This macabre pedagogy taught by the CIA was instrumental in the military dictatorship that followed, in 1969. Dictator Juan Maria Bordaberry would be the first in a list of four rulers of a regime which, fully supported by the CIA, lasted for twelve years. Official accounts estimate that over 200 people were murdered. In addition, “The Tupamaros” and other leftist organizations were imprisoned and tortured (Jose Mujica, the future Uruguayan “World’s Poorest President”, was tortured so badly that he suffered from paranoia) The amount of repression was such, that Uruguayans were even afraid of dancing. (Dancing, obviously, is a profound and spiritual expression of free will)

5- Bolivia -1971

Everyone interested in geopolitics should study Latin American mining industry. Serious scholarship unveiled the unlimited power foreign corporations exerted over regional communities. Regions of Chile, Bolivia and Peru were kept in slavery by American mining corporations during the 1960’s. Workers lived in the most unsanitary conditions and suffered many illnesses. Those who dared calling for a strike were killed by machine guns.

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Che Guevara traveled to Bolivia to ignite a revolution in 1967 for many reasons. One of them was that mining corporations did not send children to school, but instead kept them as slaves in the tin mines (in a lesser degree, it is still happening). Two years later, Che was murdered by the CIA.

During those years, Bolivia was ruled by a US backed military Junta. But things changed drastically when, in 1970, General Juan Jose Torres assumed power and issued reforms supportive of worker’s unions and the poor. Students, peasants and miners were enthusiastic of Torres’ mandate. But the CIA then recruited General Hugo Banzer to launch a Coup that overthrew the leftist government. Since 1971, Hugo Banzer led a brutal regime that maintained torture chambers, imprisoned 8,000 people and killed about two hundred political leaders.

6-Chile-1973- Project Fubelt

If you are curious about US foreign policy in Latin America, I recommend you to read the book “Promoting Polyarchy” by scholar William Robinson. In this brilliant study, Robinson explained with details the human exploitation and debasement imposed by the US mining corporation “Anaconda” in Chile. Robinson also described how the CIA sought to destabilize, by the means of propaganda and extortion, the democratic government of President Salvador Allende.

As part of a national reform, Allende nationalized the mines owned by Anaconda. Millions of dollars in profits were expropriated by the Chilean government. Allende used the money to apply various groundbreaking housing, educational and health reforms. Millions of citizens, that lived in a status of non-existence, were now the main beneficiaries of Allende’s measures. Evidently, the CIA could not allow this to happen.

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On September 11, 1973, General Augusto Pinochet staged a coup d’etat. CIA supplied to Pinochet the necessary weapons, and military equipment to successfully overthrow Allende. Jet fighters bombarded the “Palacio de la Moneda”(Chilean White House) and murdered the president. Hours before his death, Allende aired a farewell speech on national radio. Addressing the peasant women of Chile, Allende said:”Placed in a historic transition, I will pay for loyalty to the people with my life…I will always be next to you.”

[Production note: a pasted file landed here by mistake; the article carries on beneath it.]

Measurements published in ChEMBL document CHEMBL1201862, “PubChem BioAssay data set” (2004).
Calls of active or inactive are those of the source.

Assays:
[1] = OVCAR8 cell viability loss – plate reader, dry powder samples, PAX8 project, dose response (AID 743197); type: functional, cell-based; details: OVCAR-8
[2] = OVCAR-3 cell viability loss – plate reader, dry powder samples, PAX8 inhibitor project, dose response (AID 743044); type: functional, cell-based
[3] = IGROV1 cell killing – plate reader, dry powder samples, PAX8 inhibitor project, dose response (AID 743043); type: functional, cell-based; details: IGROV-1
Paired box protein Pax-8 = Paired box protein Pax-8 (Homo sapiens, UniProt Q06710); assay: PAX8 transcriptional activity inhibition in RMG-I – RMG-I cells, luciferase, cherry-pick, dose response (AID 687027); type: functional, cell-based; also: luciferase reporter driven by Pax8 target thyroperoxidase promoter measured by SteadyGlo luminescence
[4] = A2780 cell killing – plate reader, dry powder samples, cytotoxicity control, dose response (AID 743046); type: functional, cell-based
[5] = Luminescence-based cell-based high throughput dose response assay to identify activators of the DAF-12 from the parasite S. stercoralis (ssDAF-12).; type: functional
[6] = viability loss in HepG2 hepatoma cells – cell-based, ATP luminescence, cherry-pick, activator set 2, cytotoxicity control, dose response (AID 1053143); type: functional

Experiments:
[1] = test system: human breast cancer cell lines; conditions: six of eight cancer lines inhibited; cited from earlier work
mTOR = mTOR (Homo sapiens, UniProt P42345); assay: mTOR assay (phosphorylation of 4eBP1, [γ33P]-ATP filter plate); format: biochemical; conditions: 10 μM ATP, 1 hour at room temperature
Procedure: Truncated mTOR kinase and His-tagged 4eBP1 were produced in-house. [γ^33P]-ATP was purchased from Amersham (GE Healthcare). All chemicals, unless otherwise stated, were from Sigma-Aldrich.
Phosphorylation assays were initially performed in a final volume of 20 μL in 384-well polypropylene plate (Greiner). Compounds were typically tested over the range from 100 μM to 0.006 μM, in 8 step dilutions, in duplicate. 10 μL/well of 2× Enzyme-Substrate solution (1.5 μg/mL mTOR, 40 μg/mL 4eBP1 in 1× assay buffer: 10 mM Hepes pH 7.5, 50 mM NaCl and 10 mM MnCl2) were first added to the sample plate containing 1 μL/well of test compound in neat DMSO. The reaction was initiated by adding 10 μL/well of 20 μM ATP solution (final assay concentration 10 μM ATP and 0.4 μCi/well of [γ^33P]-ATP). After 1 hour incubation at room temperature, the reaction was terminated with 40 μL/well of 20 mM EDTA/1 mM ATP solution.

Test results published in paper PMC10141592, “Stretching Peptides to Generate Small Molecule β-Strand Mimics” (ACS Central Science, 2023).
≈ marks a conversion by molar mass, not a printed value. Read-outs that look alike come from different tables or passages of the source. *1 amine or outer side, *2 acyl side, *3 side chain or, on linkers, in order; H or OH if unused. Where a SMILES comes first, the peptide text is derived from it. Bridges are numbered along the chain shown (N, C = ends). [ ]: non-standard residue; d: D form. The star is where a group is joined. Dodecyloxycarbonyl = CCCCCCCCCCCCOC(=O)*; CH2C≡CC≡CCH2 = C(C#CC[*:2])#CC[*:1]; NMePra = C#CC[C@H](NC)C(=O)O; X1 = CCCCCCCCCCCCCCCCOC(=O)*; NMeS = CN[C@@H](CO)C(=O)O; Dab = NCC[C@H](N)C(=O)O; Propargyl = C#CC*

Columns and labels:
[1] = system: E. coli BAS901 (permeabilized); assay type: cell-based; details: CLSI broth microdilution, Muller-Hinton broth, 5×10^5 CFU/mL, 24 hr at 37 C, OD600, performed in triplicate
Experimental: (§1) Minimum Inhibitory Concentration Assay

General Pinochet led a bloody dictatorship that lasted 17 years. According to official accounts, 80,000 people were imprisoned, 30,000 people were tortured, and around 3,200 people were killed.

7- Argentina-1976

Argentina had the most sanguinary dictatorship in South America. The list of atrocities is nerve-racking, to say the least: concentration camps, torture, massacres, rape, torture of pregnant women, children executed, etc. And of course, the CIA was behind much of this. If you wonder why Argentinians, Kirchner and her cadre are so Anti-American, study their history and everything will make sense. Issues like this trespass the boundaries of politics and ideology. Rather, it has a lot to do with a deep sense of humanity and sympathy.

In 1973, Argentina was enduring a political crisis. The presidency of Juan Peron was falling apart. The left and right wing of his Peronist party enmeshed in a battle for political influence. Unable to pacify them, Peron died of a heart attack during his term, in 1974. His wife, Isabel Peron, assumed office as the two factions of the Peronist party increased their hostilities. The two factions did not imagine they were creating their own destruction. In 1976, political instability gave the CIA enough leverage to intervene.

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The CIA contacted general Jorge Rafael Videla and supported him in a coup d’etat. Under the supervision of US secretary of State Henry Kissinger, Videla led a dictatorship specialized in wiping out all traces of marxist ideology. For a nation fully conscious of their rights, these measures were fatal. The term “Desaparecidos” (The Dissappeared) was used for all the innocent people who died under Videla’s regime.

According to official accounts, 30,000 people were murdered. In the concentration camps, the situation was awful. Women allowed themselves to be raped thinking that soldiers would not mistreat a pregnant woman. They were wrong. In the death chamber, hundreds of pregnant women were tortured without reservations. Many “kind” torturers decided not to kill the babies and gave them away. In this process, as many as 500 infants were sent for adoption. Meanwhile, Henry Kissinger fully supported Videla. Kissinger reportedly said: “Look, our basic attitude is that we would like you to succeed.. The quicker you succeed the better … We want a stable situation. We won’t cause you unnecessary difficulties.”

8-El Salvador-1980

The country in Central America was not devoid of tensions. A military dictatorship had been in power for half a century, from 1931 to 1981. Peasants and indigenous uprisings were constantly crushed. It is estimated that over 40,ooo people were murdered during this period.